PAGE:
Have you ever sat in math class wondering, “When am I ever going to use this?” Well, if you’re a Scenic Artist painting the set for a show like Robin Hood at the Arden, you’re going to have to do your math.
The set for Robin Hood, which takes place in the Arcadia Theatre, is surrounded by an abstract forest comprised of many cardboard tubes, metal poles and pieces of lumber of varying diameters and widths. These tubes and boards line the walls of the Arcadia – all at a height of 14 feet from floor to ceiling – and also hang horizontally from the ceiling in a canopy of abstract branches. Additionally, the structure at the center of the set is made of steel poles. All of these tubes, poles, and boards are painted various shades of green from a bright lime color to an almost-black forest green.
(If you were to take every section of steel pole, every cardboard tube and every piece of painted lumber that decorates the stage, and then line them up end to end, they would stretch over a mile in length!)
When preparing for a show like this one, you must know how much paint you will need to use. A good starting point is to figure the amount of square footage that needs to be covered by each type/color of paint that you need. Our Technical Director, Glenn Perlman, ordered a total of 300 cardboard tubes of varying diameters from 2 inches to 8 inches, all 14 feet in length. To find the square footage of each tube’s surface you must first find the circumference then multiply it by the length. The equation 2 x Radius x Pi (approx. 3.14) gives you the circumference. A 6-inch diameter tube would have the circumference of approximately 18.84 inches, or 1.57 feet. At a length of 14 feet with a circumference of 1.57 feet, each 6-inch diameter tube would have 21.98 square feet of surface area. There are 19 tubes of 6-inch diameter in the set for Robin Hood, meaning the total square footage of the 6-inch tubes was 417.62. One gallon of paint covers roughly 400 square feet; therefore you would need a little more than 1 gallon of paint for those 19 tubes. Similar calculations were made for the other diameters of cardboard tubes (2, 3, 4 and 8 inches), and for the various pieces of lumber and the steel pipes.
Overall, we used nearly 10 gallons of paint for the set of Robin Hood, filling the Arcadia space with almost 4,000 square feet of green! That’s 1,000 square feet larger than a regulation Little League infield.
When you see the show, we hope you will feel inspired by the atmosphere and math all around you!!!
THE CRY OF AN ANGRY CHILD
It’s 3:00 in the morning and I can hear my four month old crying in her room. She’s hungry. Never mind that she ate two hours ago, she’s hungry now. She’s hungry and she’s letting us know. Afterwards I lie awake wondering what it must be like to have such strong needs. Surprisingly enough, this leads me to thinking about theatre today, and its struggle to survive.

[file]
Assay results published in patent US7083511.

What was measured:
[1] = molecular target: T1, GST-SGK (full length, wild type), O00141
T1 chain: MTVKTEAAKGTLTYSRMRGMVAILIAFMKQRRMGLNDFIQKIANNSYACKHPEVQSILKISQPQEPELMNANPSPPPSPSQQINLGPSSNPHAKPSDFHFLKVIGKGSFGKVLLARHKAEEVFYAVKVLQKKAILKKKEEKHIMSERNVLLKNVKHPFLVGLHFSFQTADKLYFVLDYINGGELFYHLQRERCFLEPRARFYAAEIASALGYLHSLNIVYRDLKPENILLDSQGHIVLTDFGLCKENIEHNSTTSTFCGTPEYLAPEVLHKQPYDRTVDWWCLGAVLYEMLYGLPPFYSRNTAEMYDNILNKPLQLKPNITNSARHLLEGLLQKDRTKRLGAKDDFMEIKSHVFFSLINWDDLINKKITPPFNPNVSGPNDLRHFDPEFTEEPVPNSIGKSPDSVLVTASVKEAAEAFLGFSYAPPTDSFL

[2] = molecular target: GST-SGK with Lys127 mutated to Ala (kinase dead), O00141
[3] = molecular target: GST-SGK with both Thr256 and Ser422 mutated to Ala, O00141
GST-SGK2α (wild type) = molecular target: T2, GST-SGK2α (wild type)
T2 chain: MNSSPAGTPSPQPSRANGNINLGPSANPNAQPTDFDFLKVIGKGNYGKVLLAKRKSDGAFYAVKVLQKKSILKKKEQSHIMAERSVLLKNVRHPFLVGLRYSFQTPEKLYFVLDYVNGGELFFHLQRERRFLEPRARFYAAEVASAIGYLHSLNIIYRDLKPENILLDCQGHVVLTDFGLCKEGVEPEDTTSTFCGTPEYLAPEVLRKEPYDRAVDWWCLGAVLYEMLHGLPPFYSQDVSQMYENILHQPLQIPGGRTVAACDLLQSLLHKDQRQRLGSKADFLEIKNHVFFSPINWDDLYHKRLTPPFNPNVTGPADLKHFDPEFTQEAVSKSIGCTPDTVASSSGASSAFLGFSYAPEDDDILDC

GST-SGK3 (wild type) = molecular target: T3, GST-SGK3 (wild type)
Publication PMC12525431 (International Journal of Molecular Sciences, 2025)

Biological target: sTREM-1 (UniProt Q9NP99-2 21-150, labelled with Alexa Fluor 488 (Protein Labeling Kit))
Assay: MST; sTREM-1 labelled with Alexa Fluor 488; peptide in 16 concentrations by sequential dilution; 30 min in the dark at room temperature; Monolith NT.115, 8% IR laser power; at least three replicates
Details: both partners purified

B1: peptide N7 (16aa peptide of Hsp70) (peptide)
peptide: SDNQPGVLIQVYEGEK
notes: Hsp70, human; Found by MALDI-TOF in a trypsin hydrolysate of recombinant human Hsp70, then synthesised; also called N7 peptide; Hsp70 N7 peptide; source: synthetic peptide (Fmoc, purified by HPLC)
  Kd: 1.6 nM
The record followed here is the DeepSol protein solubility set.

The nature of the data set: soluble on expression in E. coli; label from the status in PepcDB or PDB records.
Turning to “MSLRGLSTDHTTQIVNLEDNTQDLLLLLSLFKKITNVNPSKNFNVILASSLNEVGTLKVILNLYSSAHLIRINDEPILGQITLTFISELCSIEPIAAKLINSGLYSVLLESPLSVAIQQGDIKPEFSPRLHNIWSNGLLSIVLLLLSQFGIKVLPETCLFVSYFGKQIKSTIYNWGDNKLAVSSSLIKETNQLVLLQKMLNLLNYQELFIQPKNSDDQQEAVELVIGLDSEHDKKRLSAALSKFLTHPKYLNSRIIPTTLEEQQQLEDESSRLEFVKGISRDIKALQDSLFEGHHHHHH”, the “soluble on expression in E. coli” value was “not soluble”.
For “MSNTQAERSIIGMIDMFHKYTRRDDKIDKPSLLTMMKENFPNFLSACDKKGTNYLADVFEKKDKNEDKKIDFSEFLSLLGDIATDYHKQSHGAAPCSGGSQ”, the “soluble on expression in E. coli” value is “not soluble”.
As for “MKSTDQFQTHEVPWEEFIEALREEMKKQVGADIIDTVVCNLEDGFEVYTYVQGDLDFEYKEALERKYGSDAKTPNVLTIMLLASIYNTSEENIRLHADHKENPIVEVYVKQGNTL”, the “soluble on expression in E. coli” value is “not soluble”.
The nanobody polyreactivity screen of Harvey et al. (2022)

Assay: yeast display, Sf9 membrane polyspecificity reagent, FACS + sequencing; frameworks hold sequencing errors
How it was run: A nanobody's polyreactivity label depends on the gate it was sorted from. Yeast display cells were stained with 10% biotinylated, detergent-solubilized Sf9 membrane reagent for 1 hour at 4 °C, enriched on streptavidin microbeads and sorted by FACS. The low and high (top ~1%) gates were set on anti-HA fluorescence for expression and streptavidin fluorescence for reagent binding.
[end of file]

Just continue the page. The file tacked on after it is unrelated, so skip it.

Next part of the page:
Many believe that it’s long past the dawn of theatre. Some would argue that we’ve reached night and it’s lights out for everyone involved. However, the optimist in me believes we may be nearing another dawn. There’s no doubt that theater today is fighting for relevance. Today the cries our profession makes have never been sharper, louder. Like a child awake in the middle of the night, theatre can’t exist on its own. Secretary of State Clinton made famous an African proverb in her book, It Takes A Village. In today’s world, it is going to take more than a village to give theatre a new dawn. In fact, it is going to take a new attitude.
The new attitude I speak of has to do with understanding and embracing the basics of theatre. Theatre happens when the ideas of a few clash with the beliefs and sentiments of many. It is in that magical space between creator and audience where theatre happens. Unlike any other art form, theater needs an audience to come alive. Good theater unifies an audience early on. In other words, an audience of 5, 50, 250 suddenly finds that they are one. For two hours (shorter, longer) good theatre makes an audience whole. The power an audience feels when they’re united is exhilarating. It is inspiring. Theatre reminds audiences that at heart we are all social creatures.
Theatre’s uniqueness is what will guarantee it a new dawn. Technology is constantly helping us find new ways to be entertained, to engage the world around us. Alone. The price we pay for all this great technology is our relationship with others. Good theater continues to remind us that we are part of a larger whole. For theater to exist there must be at least two people in the audience collectively working as one.
What is theatre’s angry cry but the cry for us not to distance ourselves from others.
Steve Pacek has been seen in many wonderful Arden productions such as James Joyce’s The Dead, Pacific Overtures, Franklin’s Apprentice, If You Give A Mouse A Cookie (Barrymore nomination), The Borrowers, and most recently Clybourne Park. We are so excited to have him back in the spring where he will be playing multiple roles in our next Children’s Theatre production of Robin Hood.
Alex Keiper was last seen on our stage in the 2011 Children’s Theatre production of The Flea and the Professor. Her feisty portrayal of the Cannibal Princess earned her a Barrymore Nomination for Outstanding Supporting Actress in a Musical. She will back this May for Arden’s upcoming new musical Tulipomania with Jeffrey Coon, Ben Dibble, and Joliet F. Harris. Alex is also a member of the Arden Theatre Drama School Faculty, and she will be teaching our Acting and Musical Theatre classes on Saturdays now until May 15!
Krista Apple first made her Arden debut in the 2008 production of Our Town In Old City. She was later in seen as Lady Montague/Balthasar in our recent production of Romeo and Juliet. When she is not busy acting, Krista is a writer for both American Theatre magazine and The Phiadelphia Theatre Initiative. Krista is also a fantastic teaching artist and will be teaching our Arden Drama School Teens this spring for an One Day Acting Worksop.